I've read on the Internet that many people traded USO when WTI futures contracts expiring on 4/21 dropped to -$37.63/barrel. But many posts on Reddit discourage buying USO, like on r/stocks and r/wallstreetbets.

USO was designed as a short term investment. Contango causes negative roll yield, which in turn locks in losses. If you want more info, start searching and read this.

  1. So who ought to buy USO?

  2. How does USO profit if, as per Investopedia, "Over the long term, the negative roll yields add up, causing United States Oil Fund investors to experience losses"?

Even the Investopedia article is too complicated! Can someone explain like I'm 5?

2 Answers 2


So who ought to buy USO?

People who think the price of oil will go up in the near future (or think it will go down and can short USO).

How does USO profit ...?

USO is not a company - it is an investment fund that investors can buy shares of. Its "profit" is not tied to the value of the actual fund itself, whose shares are bought and sold on the secondary market. The manager of USO profits when people pay the fees associated with the fund.

Can someone explain like I'm 5?

Imagine you have a friend that knows where to buy and sell baseball cards, and can spot a "good deal". Rather then buying thousands of cards himself, he gets friends to give him money and he uses that money to buy thousands of cards (keeping a very small portion for himself). If the cards that he buys go up in value, the friends that bought in share the profits in proportion to how much they put in. If the cards go down in value, everybody loses proportionally.

The friend doesn't "profit" when the cards go up in value - he profits when people buy in to the fund.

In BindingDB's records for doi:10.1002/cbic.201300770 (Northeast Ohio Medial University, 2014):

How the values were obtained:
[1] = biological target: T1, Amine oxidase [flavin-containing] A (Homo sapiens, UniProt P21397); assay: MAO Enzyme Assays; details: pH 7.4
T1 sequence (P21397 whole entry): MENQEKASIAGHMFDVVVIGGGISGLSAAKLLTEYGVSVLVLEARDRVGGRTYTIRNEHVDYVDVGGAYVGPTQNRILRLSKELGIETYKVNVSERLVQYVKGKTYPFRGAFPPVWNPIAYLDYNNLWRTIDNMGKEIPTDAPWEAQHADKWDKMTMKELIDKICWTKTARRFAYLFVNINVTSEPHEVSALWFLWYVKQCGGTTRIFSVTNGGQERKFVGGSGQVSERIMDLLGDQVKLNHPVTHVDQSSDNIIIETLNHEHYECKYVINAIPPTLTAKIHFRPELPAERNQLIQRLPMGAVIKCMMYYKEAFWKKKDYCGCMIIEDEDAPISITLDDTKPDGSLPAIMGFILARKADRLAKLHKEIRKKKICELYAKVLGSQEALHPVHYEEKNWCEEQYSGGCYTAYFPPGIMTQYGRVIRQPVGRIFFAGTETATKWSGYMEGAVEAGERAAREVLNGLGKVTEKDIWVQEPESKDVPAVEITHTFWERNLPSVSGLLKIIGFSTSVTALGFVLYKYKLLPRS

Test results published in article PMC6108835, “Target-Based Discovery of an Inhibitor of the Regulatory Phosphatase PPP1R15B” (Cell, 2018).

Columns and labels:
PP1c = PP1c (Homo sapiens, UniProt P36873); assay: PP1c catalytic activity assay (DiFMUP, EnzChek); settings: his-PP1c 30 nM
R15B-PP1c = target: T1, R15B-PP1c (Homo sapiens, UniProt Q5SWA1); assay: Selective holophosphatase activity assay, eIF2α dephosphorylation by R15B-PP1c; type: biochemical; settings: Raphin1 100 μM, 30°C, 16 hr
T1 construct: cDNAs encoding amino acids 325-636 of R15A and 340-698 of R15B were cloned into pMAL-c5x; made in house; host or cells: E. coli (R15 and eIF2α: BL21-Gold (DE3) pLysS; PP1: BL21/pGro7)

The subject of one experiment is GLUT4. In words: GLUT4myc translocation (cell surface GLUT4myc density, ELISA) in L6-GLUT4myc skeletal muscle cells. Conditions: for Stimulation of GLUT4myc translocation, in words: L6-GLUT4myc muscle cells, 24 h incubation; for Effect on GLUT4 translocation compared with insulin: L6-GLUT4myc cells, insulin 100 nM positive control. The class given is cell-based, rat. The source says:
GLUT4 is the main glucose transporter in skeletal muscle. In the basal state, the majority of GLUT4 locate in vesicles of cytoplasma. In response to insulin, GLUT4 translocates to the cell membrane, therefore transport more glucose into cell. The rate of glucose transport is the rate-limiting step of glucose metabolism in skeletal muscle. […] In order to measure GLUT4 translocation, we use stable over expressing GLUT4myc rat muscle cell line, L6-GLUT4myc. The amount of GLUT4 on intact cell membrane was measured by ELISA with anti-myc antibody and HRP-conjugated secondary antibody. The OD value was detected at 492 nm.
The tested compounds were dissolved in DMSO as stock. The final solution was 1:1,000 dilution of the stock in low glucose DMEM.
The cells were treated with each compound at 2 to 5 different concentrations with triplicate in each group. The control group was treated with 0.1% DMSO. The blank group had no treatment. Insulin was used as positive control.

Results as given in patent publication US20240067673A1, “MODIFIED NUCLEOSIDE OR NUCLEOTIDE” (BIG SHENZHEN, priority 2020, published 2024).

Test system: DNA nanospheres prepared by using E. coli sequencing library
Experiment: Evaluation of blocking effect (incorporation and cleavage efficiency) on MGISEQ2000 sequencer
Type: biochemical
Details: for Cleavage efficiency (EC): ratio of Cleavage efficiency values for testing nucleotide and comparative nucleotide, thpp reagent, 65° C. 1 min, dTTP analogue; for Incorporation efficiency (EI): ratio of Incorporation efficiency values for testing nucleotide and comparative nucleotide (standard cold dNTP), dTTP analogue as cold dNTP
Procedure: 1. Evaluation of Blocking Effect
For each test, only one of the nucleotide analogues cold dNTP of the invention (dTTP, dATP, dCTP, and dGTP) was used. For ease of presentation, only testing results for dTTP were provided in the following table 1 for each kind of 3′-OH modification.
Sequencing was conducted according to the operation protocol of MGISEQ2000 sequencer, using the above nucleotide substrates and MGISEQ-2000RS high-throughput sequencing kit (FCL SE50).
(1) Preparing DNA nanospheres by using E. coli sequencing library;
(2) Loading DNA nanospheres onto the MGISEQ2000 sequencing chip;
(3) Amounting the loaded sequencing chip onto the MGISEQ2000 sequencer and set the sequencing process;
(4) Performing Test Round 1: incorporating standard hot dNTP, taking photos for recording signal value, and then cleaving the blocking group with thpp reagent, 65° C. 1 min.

A rise in the price of oil over a period of time can be greater than the loss due to contango over that time.

The problem is that if the price of oil just holds for some time then the fund will have a loss for that time due to the contango premium that winds down with time.

However, the USO fund is currently 30% July contract, 15% August contract, 15% September contract, 15% October contract, 15% December contract, and 10% June 2021 contract. (Now the July contract, for example, expires in June.)

And consider a bull-spread. A long-term futures contract is sold while a short-term futures contract is bought. If the price of oil just holds then there is a gain on the long-term contract from contango while the short-term contract has no loss except for contango. Also, a bull-spread is expected to be profitable from rising oil prices because the short-term contract should have more gain than the long-term contract has loss.

To currently use the USO fund as the short-term portion of a bull-spread would require a simple calculation to weight its current holdings.

Well, a few minutes ago the USO fund calculated as holding oil at 25.96 a barrel which is closest to the September contract. Then the UCO and SCO funds, as holding the September contract, are holding oil at 26.23 a barrel. And the DBO fund, as holding the March 2021 contract, is holding oil at 31.52 .

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